It is clear as day to me that design was and is the issue. An accident waiting to happen is an understatement. On the contrary, the accident was designed to happen just as a a gun is designed to discharge when you are playing Russian roulette. Eventually it’s going to happen with 100 percent probability.

    There is a very simple and obvious fix that requires no training, no check list and literally costs nothing. How this is still an issue is beyond me.

  5. Retired G4 pilot here.Thank you Paul for having and publishing the discussion with Bruce Landsberg. It’s a great public service on your part and that of AVweb.

    If FSI did anything to teach me how to fly a G4, they convinced me of the imperative of flight control checks on a G4 regardless of the thrust lever interlock safety feature. And if there were any G4 flight control check doubters prior to BED 2014, there shouldn’t be now. In our department we did 3 control checks on the G4 prior to liftoff, the first one taking place prior to brake release while still on the ramp where we started engines. While I have always been enough of a flight controls check freak to make people think I’m trying to get airborne by flapping flight controls alone, I became even more of a freak as a result of flying the G4. My 120 gets a minimum of 3 visual flight control checks before every liftoff and it has no internal flight control lock. All that said, this conversation with Bruce Landsberg still gets my attention.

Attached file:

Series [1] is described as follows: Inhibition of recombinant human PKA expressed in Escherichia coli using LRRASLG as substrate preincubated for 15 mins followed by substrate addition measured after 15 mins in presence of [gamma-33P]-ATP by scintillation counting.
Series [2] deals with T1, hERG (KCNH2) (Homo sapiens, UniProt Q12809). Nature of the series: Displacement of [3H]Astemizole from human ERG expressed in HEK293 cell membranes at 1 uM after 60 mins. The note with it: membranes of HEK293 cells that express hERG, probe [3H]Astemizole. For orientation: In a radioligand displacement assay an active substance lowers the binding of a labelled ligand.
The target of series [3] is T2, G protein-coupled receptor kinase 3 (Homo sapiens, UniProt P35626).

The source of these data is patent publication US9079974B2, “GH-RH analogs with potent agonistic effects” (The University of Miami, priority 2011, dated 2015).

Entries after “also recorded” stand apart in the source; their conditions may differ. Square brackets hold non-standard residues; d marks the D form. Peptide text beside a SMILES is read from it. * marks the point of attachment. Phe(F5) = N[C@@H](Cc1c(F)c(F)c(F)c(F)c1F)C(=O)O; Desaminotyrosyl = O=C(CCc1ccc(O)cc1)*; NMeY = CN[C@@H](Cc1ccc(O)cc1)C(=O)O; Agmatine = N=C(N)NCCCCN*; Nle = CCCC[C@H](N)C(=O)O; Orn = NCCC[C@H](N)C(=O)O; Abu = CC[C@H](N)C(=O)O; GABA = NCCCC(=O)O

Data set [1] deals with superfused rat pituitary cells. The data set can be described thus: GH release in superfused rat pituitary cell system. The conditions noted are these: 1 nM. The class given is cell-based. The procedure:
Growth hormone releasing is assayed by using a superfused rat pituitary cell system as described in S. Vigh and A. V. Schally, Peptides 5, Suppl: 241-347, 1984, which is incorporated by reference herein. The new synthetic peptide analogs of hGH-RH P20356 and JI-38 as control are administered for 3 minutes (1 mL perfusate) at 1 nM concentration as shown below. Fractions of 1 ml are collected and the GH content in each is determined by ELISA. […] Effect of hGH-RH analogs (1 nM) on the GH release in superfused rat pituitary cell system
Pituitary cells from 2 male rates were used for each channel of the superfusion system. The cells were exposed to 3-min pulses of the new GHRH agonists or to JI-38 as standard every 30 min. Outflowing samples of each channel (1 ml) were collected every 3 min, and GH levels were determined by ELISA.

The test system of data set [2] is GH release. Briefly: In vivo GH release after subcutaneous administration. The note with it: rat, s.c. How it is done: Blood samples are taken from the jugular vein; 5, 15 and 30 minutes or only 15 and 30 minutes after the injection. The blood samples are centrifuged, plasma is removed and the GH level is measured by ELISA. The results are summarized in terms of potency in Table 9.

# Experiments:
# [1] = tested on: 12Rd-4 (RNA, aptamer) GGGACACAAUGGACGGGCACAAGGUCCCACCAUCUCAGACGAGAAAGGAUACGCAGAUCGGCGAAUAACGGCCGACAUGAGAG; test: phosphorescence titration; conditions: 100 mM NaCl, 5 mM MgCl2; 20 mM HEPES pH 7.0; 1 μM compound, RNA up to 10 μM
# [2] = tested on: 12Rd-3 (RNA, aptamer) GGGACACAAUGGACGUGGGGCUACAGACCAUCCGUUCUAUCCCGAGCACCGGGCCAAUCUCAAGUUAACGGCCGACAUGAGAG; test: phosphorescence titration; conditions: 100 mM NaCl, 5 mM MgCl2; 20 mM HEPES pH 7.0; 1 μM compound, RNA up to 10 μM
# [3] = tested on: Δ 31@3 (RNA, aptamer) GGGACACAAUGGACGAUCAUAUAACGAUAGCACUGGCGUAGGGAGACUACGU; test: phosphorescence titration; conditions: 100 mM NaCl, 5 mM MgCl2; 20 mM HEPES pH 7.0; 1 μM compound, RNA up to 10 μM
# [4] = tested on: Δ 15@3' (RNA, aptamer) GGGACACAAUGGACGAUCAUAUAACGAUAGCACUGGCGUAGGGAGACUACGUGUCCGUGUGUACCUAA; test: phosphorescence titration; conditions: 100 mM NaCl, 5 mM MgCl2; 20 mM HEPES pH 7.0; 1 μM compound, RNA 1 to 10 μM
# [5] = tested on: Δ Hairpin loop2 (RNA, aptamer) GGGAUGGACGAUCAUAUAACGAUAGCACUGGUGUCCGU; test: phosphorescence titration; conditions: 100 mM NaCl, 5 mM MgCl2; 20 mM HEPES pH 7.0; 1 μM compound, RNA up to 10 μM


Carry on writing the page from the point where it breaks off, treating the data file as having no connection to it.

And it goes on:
• Yep. The seat belt has to be released from the yoke in early Cessnas LOL.
      BUT..in tandem aircraft the “other” seatbelt can have the “stick” locked and not be noticed …UNLESS that FULL/FREE/CORRECT check is performed.

  6. From day one student pilot:

    Control Surfaces – Free, Clear and Correct.

    Even on your own aircraft, absolutely on any rental even when rented everyday or even after a $200 hamburger.
    When you turn your back on an aircraft it’s a different aircraft when you come back to it. You don’t know where or how it’s been.
    Yeah, a Cub will only kill you a little bit, humbling thought.

  7. I’m surprised that “complacency” was not brought up during this interview or report. I fear my own complacency. You do it over and over and complacency is inevitable. Brief the threats, and for high time folks, complacency is a big one.